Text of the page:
I am still tired, still overtired, as I slowly recover from a bout of fatigue. Regular readers may have noticed that my posts have been a little sporadic lately. Fatigue has been the reason.
Of course, it is more than tiredness, more than exhaustion. It is debilitating. So, what is it?
Personal experience tells me that fatigue in MS is not just an ordinary tiredness. Forget about the sort of tiredness you might receive after a day of hard work. like you might get at the end of a hard day’s work. I agree with people who describe it as an overwhelming sense of tiredness with no obvious cause.
- You may feel extremely tired after very little activity
- You may wake up feeling as tired as you did when you went to sleep
- Your limbs might feel heavy, and it becomes harder to grasp things or to write
- Other symptoms, like difficulties with balance, vision or concentration, might also get worse temporarily
Just like MS itself, fatigue affects people in different ways.
When I looked into the issue, I found that there are two different forms associated with MS. These are Primary fatigue, caused by nerve damage, and secondary, caused by factors relating to MS.
Primary fatigue is thought to be a direct result of damage to the central nervous system, such as demyelination or inflammation.
Fatigue: No single brain area identified
The MS Society says:
Some studies suggest that certain parts of the brain are linked to MS fatigue. But no single area of the brain has been identified. Fatigue might be due to damage in several areas of the brain or spinal cord.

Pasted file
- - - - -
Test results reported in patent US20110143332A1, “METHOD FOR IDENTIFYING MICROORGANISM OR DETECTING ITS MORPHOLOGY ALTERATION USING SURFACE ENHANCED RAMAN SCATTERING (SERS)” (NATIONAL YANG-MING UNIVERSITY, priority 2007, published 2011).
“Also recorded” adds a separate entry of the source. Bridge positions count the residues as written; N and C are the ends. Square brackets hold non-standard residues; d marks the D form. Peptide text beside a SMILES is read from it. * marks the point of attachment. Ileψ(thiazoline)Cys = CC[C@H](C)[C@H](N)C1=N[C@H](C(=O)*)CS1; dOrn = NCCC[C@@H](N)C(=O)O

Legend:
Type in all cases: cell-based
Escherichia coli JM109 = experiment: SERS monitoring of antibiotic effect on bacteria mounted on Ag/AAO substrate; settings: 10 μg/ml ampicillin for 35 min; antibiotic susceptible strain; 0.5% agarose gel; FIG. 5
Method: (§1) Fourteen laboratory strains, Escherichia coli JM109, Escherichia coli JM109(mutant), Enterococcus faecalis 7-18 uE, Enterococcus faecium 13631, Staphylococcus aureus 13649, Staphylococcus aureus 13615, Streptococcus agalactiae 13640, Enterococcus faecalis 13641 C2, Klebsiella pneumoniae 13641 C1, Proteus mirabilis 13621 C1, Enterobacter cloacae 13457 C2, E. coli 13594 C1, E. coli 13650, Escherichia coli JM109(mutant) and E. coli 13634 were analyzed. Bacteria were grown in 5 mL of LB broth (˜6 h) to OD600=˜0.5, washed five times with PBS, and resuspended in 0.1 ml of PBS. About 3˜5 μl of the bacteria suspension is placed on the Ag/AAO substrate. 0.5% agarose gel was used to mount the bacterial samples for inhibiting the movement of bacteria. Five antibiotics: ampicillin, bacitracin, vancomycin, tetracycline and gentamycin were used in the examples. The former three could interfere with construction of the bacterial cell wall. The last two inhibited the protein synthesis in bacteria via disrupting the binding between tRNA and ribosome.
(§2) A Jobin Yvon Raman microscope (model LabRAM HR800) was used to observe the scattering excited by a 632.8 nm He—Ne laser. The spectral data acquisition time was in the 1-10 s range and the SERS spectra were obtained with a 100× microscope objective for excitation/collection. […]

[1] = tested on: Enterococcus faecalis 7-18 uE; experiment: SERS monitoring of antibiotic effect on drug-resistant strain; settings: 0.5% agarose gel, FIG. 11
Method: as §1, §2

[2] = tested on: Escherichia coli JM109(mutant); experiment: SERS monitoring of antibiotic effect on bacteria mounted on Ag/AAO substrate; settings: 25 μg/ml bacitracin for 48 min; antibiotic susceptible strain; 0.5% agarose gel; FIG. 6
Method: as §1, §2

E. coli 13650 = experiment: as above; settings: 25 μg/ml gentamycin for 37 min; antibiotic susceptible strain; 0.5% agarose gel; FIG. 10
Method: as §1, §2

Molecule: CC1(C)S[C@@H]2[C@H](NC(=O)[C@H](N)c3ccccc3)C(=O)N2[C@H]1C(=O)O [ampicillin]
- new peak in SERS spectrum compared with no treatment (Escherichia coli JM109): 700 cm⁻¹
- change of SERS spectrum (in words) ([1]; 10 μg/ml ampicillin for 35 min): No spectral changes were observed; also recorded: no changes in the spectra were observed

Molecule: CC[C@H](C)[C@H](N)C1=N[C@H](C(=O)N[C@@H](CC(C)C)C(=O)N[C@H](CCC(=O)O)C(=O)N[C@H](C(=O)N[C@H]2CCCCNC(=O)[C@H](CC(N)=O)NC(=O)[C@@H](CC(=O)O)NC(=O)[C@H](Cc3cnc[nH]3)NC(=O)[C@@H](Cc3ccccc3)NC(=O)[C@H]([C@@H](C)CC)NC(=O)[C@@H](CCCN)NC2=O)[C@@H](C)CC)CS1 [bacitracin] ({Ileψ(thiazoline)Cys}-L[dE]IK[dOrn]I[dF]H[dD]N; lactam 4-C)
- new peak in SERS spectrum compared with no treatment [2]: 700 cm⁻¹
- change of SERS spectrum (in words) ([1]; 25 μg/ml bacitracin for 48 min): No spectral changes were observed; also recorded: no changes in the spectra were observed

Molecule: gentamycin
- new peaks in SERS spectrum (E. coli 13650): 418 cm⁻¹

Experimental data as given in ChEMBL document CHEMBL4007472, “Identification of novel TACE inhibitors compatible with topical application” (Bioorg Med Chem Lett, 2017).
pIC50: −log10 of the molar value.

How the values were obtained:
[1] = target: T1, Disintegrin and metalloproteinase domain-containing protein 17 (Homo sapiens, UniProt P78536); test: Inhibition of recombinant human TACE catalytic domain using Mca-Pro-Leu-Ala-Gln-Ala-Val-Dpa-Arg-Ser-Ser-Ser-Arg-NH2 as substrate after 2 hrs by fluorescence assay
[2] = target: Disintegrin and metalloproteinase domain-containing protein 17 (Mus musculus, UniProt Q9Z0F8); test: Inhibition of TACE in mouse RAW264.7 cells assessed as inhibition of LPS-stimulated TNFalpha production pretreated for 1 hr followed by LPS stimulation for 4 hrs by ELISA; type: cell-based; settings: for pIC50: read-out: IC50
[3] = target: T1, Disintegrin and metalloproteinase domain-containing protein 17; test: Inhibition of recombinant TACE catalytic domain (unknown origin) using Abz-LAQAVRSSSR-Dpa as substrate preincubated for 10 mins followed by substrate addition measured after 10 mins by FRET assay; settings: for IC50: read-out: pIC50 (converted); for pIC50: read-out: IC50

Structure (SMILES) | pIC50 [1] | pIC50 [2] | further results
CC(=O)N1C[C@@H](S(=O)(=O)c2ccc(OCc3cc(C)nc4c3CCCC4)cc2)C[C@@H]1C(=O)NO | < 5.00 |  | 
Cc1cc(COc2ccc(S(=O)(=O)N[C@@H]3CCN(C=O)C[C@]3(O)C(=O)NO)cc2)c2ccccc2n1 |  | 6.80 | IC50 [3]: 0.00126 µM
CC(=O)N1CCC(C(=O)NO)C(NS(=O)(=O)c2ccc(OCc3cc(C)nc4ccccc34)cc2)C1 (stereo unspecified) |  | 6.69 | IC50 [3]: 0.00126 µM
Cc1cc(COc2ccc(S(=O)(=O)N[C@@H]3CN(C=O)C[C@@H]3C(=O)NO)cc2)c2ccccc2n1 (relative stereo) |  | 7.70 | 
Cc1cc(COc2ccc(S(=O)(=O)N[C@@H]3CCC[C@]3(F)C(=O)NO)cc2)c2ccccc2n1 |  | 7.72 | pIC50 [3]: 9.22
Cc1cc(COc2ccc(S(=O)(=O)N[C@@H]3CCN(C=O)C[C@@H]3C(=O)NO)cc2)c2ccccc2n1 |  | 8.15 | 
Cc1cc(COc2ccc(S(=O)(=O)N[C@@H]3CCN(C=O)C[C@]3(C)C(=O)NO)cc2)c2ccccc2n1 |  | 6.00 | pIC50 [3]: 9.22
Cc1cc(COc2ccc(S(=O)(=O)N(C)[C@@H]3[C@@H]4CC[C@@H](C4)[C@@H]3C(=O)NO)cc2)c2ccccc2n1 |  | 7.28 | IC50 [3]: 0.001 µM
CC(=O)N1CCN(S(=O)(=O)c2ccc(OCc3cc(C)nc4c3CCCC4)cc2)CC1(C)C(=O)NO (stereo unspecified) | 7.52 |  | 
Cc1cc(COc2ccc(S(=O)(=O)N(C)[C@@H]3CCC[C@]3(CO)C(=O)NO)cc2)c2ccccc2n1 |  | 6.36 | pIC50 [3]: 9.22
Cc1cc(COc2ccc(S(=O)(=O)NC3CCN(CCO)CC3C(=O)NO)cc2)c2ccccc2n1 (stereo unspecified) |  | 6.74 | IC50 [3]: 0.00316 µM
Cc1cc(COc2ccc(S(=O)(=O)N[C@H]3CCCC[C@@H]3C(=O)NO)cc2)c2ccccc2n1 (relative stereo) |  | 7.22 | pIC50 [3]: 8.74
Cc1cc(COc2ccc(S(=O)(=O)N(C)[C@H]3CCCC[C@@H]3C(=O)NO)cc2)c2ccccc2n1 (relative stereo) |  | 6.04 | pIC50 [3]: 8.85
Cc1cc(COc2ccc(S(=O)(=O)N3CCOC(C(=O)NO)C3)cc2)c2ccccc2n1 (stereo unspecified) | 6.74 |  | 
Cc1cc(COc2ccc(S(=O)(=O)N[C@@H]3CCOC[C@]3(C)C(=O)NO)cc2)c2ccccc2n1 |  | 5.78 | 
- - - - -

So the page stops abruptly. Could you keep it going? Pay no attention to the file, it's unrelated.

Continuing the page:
Some researchers suggest that fatigue might be caused by the way that the brain adapts to the impact of MS.
MRI scans of people who have fatigue show that they use larger areas of the brain to carry out activities than people without fatigue. Perhaps the brain is finding new routes for messages when the usual nerve paths have been affected.
Causes of secondary fatigue include MS symptoms such as: muscle weakness, stiffness, pain, tremor, depression, mobility difficulties, and lack of sleep – or disturbed sleep resulting from things like bladder problems or muscle spasms-
Additionally, heat sensitivity, infections, and medications can all make fatigue worse for people with MS.
The society does have a word of warning, however. It says:
Many common drugs used to manage MS and related symptoms have side effects that add to fatigue. If you start a new medication, change doses or change the time you take the drug, your fatigue levels might also change. Discuss any changes with the prescribing doctor – don’t adjust your drugs without advice.
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50shadesofsun.com is the personal website of Ian Franks, a freelance medical writer and editor for various health information sites. He enjoyed a successful career as a journalist, from reporter to editor in the print media. He gained a Journalist of the Year award in his native UK. Ian received a diagnosis of MS in 2002 and now lives in the south of Spain. He uses a wheelchair and advocates on mobility and accessibility issues.
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Note: Health-related information available on 50shadesofsun website is for your general knowledge only. It is not a substitute for medical advice or treatment for specific medical conditions. I am not a doctor, so cannot and do not give you medical advice. You should seek prompt medical care for any specific health issues. Also, consult a doctor before starting a new diet or exercise programme. Any opinions expressed are purely my own unless otherwise stated.